H.P. Mendoza and I meet via Zoom on the last day that his newest film, The Secret Art of Human Flight, is playing at Tribeca Film Festival 2023. Immediately — because how could we not — we talk about how rare it is for each of us to encounter someone else who’s Filipino, let alone someone who’s both queer and Filipino, on either side of these interviews. “I can count on, maybe, one and a half hands how many Filipino journalists I’ve talked to,” Mendoza says. “So, right now, I’m feeling a lot more comfortable.”
Of course, the bigger celebration is the fact that this year’s Tribeca marks Mendoza’s festival debut, one that he describes as “surreal” because of how long it’s taken him to get here. “Every single film I’ve submitted to Tribeca [was rejected]. It’s always after the fact, when I get to meet a programmer, that they’re like, ‘You were this close. If only you were this, if only you were that,’” he says. “I’d find out that Tribeca had a theme that year, and between 2005 and now, it’s not hard to imagine that there was never a Filipino-themed year.”
This isn’t to say that Mendoza bears any ill will towards Tribeca and its programmers. On the contrary, he reflects on the perfect timing of “being on this side of the velvet rope” this year with this film in particular: “Had this happened to me any earlier, I wouldn’t have been as ready. Every premiere I’ve had [before] has been local, queer, and/or Asian film festivals, so for me to fly to New York to premiere this film that no one’s ever seen — it’s intense, but I’m loving it.”
The Secret Art of Human Flight follows Ben (Grant Rosenmeyer, who also serves as co-producer) in the midst of grieving the death of his wife Sarah (Reina Hardesty). He turns to a self-help book written by self-proclaimed guru, Mealworm (Paul Raci), that he buys via the dark web. Per the film’s title, the book aims to teach Ben how to fly. When Mealworm shows up on Ben’s doorstep, Ben must undergo a series of unorthodox trials and changes designed to help him achieve his goal of flight. Naturally, this raises eyebrows and alarm bells for the loved ones around him, who are doing their best to guide Ben through this dark time.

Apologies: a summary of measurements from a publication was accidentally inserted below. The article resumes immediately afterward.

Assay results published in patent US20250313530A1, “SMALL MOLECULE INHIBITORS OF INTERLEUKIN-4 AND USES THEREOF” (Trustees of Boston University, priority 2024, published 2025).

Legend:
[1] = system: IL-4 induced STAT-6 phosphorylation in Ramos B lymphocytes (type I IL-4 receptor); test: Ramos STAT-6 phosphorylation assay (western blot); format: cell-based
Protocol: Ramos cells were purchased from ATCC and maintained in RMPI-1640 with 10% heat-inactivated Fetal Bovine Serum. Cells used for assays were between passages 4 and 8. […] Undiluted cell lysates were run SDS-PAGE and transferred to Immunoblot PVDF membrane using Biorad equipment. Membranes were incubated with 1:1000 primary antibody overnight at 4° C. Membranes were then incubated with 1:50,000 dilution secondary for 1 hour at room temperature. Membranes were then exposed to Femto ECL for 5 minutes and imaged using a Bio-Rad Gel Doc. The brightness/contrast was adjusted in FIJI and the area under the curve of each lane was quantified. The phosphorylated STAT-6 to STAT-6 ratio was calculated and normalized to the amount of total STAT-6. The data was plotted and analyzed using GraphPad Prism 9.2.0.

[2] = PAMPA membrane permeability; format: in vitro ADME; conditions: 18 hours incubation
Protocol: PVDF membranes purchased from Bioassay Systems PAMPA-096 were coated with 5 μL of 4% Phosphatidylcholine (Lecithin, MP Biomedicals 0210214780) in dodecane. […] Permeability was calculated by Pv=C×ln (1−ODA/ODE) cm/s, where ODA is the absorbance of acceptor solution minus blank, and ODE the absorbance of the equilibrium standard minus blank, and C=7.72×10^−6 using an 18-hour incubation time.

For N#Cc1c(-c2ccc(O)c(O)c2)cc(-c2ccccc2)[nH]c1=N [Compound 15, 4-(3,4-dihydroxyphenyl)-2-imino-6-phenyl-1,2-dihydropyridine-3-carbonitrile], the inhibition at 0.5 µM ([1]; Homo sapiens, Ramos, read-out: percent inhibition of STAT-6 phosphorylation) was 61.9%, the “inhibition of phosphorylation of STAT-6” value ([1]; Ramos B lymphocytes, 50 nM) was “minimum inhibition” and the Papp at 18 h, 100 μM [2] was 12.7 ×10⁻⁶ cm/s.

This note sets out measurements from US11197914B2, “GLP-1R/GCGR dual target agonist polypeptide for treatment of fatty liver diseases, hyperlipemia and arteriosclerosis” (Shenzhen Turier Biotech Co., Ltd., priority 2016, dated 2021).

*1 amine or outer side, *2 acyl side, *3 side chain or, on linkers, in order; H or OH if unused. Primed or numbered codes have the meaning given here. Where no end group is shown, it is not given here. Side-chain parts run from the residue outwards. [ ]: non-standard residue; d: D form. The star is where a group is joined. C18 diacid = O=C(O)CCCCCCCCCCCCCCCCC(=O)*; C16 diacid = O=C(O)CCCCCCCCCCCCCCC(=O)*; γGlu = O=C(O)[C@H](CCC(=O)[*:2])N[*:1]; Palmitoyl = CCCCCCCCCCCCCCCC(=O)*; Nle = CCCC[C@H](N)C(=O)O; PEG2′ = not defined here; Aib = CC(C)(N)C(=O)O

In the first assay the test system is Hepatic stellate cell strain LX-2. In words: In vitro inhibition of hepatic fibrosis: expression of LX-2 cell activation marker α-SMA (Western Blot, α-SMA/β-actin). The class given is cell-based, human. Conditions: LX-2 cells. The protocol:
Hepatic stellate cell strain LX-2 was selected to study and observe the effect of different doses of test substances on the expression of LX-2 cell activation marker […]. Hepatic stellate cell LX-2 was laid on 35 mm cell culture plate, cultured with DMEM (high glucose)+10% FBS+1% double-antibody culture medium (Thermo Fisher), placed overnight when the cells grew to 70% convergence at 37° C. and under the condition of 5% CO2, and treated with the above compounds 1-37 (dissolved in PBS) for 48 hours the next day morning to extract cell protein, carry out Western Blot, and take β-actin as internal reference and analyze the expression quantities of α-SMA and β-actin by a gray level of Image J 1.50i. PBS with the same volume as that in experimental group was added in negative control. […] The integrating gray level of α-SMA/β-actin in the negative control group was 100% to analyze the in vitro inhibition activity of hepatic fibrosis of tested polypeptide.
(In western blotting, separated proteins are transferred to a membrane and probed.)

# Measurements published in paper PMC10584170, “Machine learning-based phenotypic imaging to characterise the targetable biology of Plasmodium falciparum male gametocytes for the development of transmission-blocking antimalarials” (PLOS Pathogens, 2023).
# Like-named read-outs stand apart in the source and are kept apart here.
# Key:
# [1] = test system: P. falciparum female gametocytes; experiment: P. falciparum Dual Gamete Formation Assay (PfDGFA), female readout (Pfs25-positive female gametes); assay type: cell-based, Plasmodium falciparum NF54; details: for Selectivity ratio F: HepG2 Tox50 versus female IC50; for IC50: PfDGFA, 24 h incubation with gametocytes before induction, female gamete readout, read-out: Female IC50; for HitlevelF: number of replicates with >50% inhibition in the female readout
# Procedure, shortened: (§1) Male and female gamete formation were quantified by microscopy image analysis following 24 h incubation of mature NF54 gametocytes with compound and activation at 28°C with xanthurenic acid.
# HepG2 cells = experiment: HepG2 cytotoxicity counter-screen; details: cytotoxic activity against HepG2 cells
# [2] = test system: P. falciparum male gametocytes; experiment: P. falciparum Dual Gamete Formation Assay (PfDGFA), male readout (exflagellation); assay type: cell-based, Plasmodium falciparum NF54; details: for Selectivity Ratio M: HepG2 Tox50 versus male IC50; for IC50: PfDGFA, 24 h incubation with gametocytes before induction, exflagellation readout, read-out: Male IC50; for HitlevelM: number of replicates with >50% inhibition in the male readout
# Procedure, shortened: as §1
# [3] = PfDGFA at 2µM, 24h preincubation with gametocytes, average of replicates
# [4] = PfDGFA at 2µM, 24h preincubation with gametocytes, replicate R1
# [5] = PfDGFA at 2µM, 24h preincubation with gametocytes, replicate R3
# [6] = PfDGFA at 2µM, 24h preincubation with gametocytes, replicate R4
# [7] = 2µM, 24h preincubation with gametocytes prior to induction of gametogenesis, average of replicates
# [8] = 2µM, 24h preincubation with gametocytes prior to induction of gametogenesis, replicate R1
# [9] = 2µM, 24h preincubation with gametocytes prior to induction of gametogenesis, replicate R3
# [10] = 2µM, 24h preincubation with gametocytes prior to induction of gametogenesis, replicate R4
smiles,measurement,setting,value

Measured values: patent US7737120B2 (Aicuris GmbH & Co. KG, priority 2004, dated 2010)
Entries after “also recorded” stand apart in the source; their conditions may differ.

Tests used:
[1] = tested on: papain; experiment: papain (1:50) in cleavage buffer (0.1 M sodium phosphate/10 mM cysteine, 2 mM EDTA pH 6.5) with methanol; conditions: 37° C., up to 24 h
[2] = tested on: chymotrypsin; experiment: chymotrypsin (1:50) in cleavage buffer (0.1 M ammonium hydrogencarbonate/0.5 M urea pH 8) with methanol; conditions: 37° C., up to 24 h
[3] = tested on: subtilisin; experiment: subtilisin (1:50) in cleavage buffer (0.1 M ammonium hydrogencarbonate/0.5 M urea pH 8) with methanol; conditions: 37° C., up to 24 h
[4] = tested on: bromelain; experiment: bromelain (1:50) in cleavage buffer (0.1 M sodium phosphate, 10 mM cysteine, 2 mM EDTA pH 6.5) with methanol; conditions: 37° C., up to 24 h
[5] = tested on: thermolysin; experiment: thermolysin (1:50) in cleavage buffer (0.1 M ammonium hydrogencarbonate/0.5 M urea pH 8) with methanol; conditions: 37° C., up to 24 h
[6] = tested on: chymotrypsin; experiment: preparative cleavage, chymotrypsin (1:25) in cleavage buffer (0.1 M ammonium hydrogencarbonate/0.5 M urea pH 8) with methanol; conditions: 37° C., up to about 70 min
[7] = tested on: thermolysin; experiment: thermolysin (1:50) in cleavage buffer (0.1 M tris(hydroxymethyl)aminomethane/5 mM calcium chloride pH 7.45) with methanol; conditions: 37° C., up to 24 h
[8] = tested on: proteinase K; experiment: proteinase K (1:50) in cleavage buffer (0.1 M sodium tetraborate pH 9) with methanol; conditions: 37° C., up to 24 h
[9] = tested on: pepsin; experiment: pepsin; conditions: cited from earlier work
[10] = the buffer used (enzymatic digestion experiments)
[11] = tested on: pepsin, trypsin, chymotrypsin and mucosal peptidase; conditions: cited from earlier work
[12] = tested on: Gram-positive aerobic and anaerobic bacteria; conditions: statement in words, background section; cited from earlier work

What immediately drew Mendoza to directing this film was the fact that it wasn’t one he had written, a prospect that he calls “freeing.” “I get to take someone else’s work, and I get to put so much of myself into it,” he says. “The way I directed this, the way I composed the music, and edited this is so unabashedly me that I would like to think that anyone who’s been following my work for the past 20 years would say, ‘Oh, this is something else, but [still] feels queer and Asian.’”
At one point in our interview, Mendoza jokes — “I don’t know if it’s going to make me sound super Asian or not” — about his “mathematical” approach to The Secret Art of Human Flight.
“I wish I were more spiritual about it, but maybe this is just my version of spirituality — I basically treated the whole film as if we were shooting a musical and/or composing a piece of music together.”